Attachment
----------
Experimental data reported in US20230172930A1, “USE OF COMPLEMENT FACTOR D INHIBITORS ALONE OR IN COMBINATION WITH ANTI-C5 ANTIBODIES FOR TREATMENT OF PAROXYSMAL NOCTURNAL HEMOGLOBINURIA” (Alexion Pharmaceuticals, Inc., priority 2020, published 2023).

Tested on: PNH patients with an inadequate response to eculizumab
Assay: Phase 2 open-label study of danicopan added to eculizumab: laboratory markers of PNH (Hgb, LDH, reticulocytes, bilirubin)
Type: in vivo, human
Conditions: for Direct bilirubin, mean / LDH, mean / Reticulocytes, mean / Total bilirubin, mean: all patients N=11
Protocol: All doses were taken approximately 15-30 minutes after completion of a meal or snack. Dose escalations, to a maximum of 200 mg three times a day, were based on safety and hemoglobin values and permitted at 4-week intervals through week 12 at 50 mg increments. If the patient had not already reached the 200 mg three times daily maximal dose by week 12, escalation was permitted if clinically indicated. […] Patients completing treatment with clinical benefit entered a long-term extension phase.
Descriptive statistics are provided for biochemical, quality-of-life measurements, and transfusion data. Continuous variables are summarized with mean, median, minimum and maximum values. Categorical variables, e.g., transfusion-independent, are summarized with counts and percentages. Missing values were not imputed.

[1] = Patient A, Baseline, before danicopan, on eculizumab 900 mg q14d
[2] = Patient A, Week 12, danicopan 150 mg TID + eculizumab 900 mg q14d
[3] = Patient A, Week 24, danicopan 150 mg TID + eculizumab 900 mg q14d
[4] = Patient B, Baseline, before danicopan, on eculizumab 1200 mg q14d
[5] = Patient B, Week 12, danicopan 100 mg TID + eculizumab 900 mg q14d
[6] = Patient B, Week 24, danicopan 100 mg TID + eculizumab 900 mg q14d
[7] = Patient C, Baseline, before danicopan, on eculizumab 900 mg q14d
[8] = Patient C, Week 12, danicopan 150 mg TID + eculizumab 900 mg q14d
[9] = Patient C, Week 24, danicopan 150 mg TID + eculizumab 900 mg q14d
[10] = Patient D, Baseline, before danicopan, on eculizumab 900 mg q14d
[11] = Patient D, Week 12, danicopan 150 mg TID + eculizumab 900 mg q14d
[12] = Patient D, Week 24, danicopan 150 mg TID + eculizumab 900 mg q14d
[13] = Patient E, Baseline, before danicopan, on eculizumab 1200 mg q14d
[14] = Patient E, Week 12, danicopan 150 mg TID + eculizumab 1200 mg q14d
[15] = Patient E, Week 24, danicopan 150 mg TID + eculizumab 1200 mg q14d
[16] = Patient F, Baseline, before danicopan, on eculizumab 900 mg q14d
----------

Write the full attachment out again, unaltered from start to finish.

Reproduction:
Experimental data reported in US20230172930A1, “USE OF COMPLEMENT FACTOR D INHIBITORS ALONE OR IN COMBINATION WITH ANTI-C5 ANTIBODIES FOR TREATMENT OF PAROXYSMAL NOCTURNAL HEMOGLOBINURIA” (Alexion Pharmaceuticals, Inc., priority 2020, published 2023).

Tested on: PNH patients with an inadequate response to eculizumab
Assay: Phase 2 open-label study of danicopan added to eculizumab: laboratory markers of PNH (Hgb, LDH, reticulocytes, bilirubin)
Type: in vivo, human
Conditions: for Direct bilirubin, mean / LDH, mean / Reticulocytes, mean / Total bilirubin, mean: all patients N=11
Protocol: All doses were taken approximately 15-30 minutes after completion of a meal or snack. Dose escalations, to a maximum of 200 mg three times a day, were based on safety and hemoglobin values and permitted at 4-week intervals through week 12 at 50 mg increments. If the patient had not already reached the 200 mg three times daily maximal dose by week 12, escalation was permitted if clinically indicated. […] Patients completing treatment with clinical benefit entered a long-term extension phase.
Descriptive statistics are provided for biochemical, quality-of-life measurements, and transfusion data. Continuous variables are summarized with mean, median, minimum and maximum values. Categorical variables, e.g., transfusion-independent, are summarized with counts and percentages. Missing values were not imputed.

[1] = Patient A, Baseline, before danicopan, on eculizumab 900 mg q14d
[2] = Patient A, Week 12, danicopan 150 mg TID + eculizumab 900 mg q14d
[3] = Patient A, Week 24, danicopan 150 mg TID + eculizumab 900 mg q14d
[4] = Patient B, Baseline, before danicopan, on eculizumab 1200 mg q14d
[5] = Patient B, Week 12, danicopan 100 mg TID + eculizumab 900 mg q14d
[6] = Patient B, Week 24, danicopan 100 mg TID + eculizumab 900 mg q14d
[7] = Patient C, Baseline, before danicopan, on eculizumab 900 mg q14d
[8] = Patient C, Week 12, danicopan 150 mg TID + eculizumab 900 mg q14d
[9] = Patient C, Week 24, danicopan 150 mg TID + eculizumab 900 mg q14d
[10] = Patient D, Baseline, before danicopan, on eculizumab 900 mg q14d
[11] = Patient D, Week 12, danicopan 150 mg TID + eculizumab 900 mg q14d
[12] = Patient D, Week 24, danicopan 150 mg TID + eculizumab 900 mg q14d
[13] = Patient E, Baseline, before danicopan, on eculizumab 1200 mg q14d
[14] = Patient E, Week 12, danicopan 150 mg TID + eculizumab 1200 mg q14d
[15] = Patient E, Week 24, danicopan 150 mg TID + eculizumab 1200 mg q14d
[16] = Patient F, Baseline, before danicopan, on eculizumab 900 mg q14d